Nieman Foundation at Harvard
HOME
          
LATEST STORY
Newsonomics: On end games and end times
ABOUT                    SUBSCRIBE
May 14, 2009, 11:08 p.m.

Newspapers and rules on Twitter

This is an update to a recent post about the Wall Street Journal and its policies on Twitter use by its staff. In that post, I essentially agreed with a post by Jeff Jarvis in which he argued that the WSJ policy “missed the point” of social media in general by trying to lock down the behaviour of reporters too much — by restricting them from discussing their stories, being too personal, etc.

Both Steve Buttry of Gazette Communications, in a post at his personal blog and Gina Chen at Save The Media agreed with Jarvis as well, saying the rules were too restrictive and that the newspaper was in danger of missing out on much of the value of social media. Similar thoughts were posted by Pat Thornton at BeatBlogging.org.

Pat also quotes a Twitter post from John Robinson (editor of the News & Record in Greensboro, North Carolina) that also caught my eye, in which he said:

Twitter rules: I trust the staff to report the news. Shouldn’t I trust them enough to tweet? Is twitter that much harder than reporting?

Bill Keller, the executive editor of the New York Times (who recently joined Twitter himself) put it very similarly in a quote he gave to Editor & Publisher magazine:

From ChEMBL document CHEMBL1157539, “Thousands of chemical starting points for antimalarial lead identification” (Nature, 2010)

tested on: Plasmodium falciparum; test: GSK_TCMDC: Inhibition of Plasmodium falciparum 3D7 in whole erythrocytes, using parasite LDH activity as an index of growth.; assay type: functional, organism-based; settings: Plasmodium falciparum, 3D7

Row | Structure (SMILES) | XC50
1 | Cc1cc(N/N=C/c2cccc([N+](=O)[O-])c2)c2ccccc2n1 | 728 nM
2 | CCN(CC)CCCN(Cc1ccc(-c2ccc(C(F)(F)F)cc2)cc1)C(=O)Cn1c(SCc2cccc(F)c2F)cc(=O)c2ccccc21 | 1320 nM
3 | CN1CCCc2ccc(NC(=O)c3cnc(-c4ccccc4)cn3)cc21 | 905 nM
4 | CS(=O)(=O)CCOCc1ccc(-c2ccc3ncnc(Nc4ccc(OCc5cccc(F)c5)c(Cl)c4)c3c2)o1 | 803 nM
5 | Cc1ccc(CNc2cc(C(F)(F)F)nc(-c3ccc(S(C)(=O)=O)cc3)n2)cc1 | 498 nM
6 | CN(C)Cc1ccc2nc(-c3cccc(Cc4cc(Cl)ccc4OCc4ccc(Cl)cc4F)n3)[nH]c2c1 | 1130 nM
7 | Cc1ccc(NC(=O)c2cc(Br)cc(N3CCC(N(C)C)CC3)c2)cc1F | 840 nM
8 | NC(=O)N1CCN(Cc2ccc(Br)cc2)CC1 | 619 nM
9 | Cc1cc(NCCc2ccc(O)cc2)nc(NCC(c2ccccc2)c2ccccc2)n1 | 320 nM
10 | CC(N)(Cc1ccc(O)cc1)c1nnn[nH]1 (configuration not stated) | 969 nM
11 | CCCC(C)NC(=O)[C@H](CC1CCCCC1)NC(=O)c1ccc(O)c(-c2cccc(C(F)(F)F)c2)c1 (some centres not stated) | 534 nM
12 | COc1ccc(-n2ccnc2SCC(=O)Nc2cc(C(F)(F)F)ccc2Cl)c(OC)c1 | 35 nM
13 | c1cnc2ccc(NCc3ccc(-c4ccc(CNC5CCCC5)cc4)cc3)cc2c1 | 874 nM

“I have asked people to use common sense and respect the workplace and assume whatever they tweet will be tied to the paper. Even when they are tweeting personal information to their followers, they are still representing the New York Times.”

As both the Editor & Publisher piece and this piece in the New York Observer make clear, there has been a bit of controversy within the NYT about tweets that staffers (including @jenny8lee and @michaelluo) were making during a strategy briefing at the paper. I wondered at the time whether what they were broadcasting was an internal meeting or not, but assumed it was not. As it turns out, some editors were of the opinion that posting such things to Twitter should always be out of the question, and that even posting positive things from the newsroom shouldn’t be done by Times reporters.

There was also a back-and-forth involving me, Tim O’Brien (Sunday editor of the NYT business section) and Jeff Jarvis about whether rules on Twitter stifle openness or are simply a judicious application of sensible policies on disclosure. At one point, WSJ executive editor Alan Murray jumped in and said that Twittering about stories wasn’t a good idea because it’s “not a good idea for Woodward to tweet he’s going to meet source in garage.”

The Editor & Publisher story has a good roundup of some other policies at various newspapers, including the Washington Post, which says (among other things):

“When it comes to Twittering for The Post, our senior editors should know beforehand if a reporter plans to Twitter or otherwise live-blog something she is covering. Anything controversial should be checked with an editor before transmission. Tone is also important: we don’t use new media to get into verbal fisticuffs with rivals or critics or to advance personal agendas.”

and the L.A. Times, which says:

“Assume that your professional life and your personal life merge online regardless of your care in separating them. Don’t write or post anything that would embarrass the LAT or compromise your ability to do your job. Assume that everything you write or receive on a social media site is public and knowable to everyone with access to a computer.”